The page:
“Babe, if I’m dead when you get back home, will you bury me under the aloe vera plants in the garden?”
My husband has the flu—thus he is dying. He’s in bed, feverish and miserable, but at least he still has his sense of humor. I giggle and I tell him that, if it’s okay with him, I’ll wait until it’s dark before I start digging so the neighbours don’t freak out.
Something tells me I won’t need to dig at all for now. As I’m on my way out, I see his beloved aloe vera plants in the garden and I know they will not be disturbed tonight.
Wouldn’t that be a beautiful death though, is my thought.
One day, while otherwise fit as a fiddle, you catch the flu, you make a joke, your wife laughs at it and then you die.
No suffering, no time to realize you are dying, no slow disintegration of your body, no putrefying infections eating away your flesh, no drugs dulling your senses, no tubes in your throat or needles sticking out of your arteries, no crying relatives by the side of your bed for weeks, months, years.
Death is not the scary part to me. It’s the possible pain that comes before it that I fear. Or maybe it’s not even the pain that I’m afraid of, but the fact that more often than not, we—intelligent beings—try to do everything we humanly can to prolong that pain.
In some of the countries where I spend a lot of time, the doctors and hospitals are simply not allowed to let you die. As long as they can keep your heart beating, they will do it. Regardless of the amount of machines needed to keep you going, regardless of what family and relatives want and even worse, regardless of what you wanted—when you were still conscious and lucid enough to voice your opinion.
(Note to self: do not almost die in those countries.)
A fatal car accident, an unexpected deadly stroke, a bungee jump gone wrong, a killer flu…terrible and traumatizing for friends and family, but the deceased can count his blessings. Minimal suffering and no time to regret anything.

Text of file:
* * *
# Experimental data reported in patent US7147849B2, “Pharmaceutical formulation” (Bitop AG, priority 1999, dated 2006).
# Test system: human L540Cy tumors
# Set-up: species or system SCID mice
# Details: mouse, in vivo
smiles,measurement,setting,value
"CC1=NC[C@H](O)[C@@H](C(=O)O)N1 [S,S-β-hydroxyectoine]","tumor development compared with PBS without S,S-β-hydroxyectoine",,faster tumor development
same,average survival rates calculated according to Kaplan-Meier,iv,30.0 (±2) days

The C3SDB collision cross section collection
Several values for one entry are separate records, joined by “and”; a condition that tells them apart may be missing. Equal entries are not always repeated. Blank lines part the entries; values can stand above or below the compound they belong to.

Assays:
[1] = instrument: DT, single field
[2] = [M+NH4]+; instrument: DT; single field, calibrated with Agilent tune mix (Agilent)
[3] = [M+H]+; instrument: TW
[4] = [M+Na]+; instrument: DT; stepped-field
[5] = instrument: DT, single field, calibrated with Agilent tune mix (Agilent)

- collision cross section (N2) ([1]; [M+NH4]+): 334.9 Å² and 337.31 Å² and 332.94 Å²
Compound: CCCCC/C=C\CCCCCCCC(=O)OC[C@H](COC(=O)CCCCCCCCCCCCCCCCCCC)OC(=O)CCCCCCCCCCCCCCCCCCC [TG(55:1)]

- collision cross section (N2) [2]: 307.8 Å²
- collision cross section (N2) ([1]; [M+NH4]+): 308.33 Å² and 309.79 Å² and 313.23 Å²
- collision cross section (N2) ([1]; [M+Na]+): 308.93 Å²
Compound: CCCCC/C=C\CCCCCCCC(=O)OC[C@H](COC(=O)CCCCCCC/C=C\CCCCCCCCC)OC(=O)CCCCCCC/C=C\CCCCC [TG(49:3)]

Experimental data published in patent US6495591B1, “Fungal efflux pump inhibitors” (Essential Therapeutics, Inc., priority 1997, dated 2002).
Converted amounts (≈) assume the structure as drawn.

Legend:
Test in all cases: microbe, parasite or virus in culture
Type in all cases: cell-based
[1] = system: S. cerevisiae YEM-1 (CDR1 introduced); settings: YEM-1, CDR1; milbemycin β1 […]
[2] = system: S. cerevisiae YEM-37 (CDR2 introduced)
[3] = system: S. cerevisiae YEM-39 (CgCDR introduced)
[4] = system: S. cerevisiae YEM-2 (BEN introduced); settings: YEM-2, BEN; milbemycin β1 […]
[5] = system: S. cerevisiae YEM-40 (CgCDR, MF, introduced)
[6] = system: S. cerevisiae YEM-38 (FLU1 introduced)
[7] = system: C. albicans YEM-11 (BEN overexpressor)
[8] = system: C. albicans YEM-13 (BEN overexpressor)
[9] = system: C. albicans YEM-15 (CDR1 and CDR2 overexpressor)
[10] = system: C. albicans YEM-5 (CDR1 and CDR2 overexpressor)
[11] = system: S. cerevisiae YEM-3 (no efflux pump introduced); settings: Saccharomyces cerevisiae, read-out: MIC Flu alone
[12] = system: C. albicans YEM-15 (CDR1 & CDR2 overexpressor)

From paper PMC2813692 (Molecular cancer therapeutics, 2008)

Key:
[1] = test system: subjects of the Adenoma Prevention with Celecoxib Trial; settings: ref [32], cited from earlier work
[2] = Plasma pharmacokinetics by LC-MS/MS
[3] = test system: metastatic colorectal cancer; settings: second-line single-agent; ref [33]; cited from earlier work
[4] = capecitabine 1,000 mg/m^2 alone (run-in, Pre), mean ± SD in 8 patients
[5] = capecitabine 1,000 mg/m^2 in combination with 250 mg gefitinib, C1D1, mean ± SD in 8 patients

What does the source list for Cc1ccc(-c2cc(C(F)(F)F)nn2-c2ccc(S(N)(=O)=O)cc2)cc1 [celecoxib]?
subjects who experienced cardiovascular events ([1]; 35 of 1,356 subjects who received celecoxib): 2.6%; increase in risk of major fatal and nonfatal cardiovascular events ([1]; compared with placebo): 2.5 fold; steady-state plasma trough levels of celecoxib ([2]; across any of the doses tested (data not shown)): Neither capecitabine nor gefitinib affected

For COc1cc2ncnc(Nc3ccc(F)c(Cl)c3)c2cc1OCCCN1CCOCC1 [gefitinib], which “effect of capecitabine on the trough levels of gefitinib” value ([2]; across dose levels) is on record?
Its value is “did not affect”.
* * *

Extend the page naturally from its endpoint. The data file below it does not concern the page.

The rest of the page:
I don’t want to rot away in a hospital bed with a tube protruding from every orifice in my body. I don’t want to be driven around in a wheelchair, leaking bodily fluid from all sides. I don’t want to be drugged with pills that will not only kill the disease but also my spirit and then some more pills against the side-effects of the first pills and then some other pills against the side-effects of the last pills.
There is nothing dignified and human about being kept alive by computers, drugs and artificial food. I’ve seen and heard it happen so often and I panic just thinking about it happening to me.
Don’t get me wrong. Medical science has developed some amazing life saving interventions. If an amputation and wheelchair are needed to keep me alive, but my spirit can remain unaffected, I’ll welcome the operation. If a triple bypass can get me back on my feet, allowing me to dance, jump, laugh and live again, I’ll gratefully accept. If never touching sugar, salt or sushi again is necessary to save my life and will give me years of health and happiness, I’ll comply without hesitation.
But don’t keep me alive when my essence wants to fly away.
Don’t feed my crippled body, when my soul wants to travel on.
Don’t trap me in a sickening prison that my spirit doesn’t deserve.
It’s not about being alive. It’s about being healthy enough to enjoy being alive.
If not, I choose death.
PS. Two days later and the husband is alive and kicking. The aloes will have to wait a bit longer for their fertilizer.
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Editor: Bryonie Wise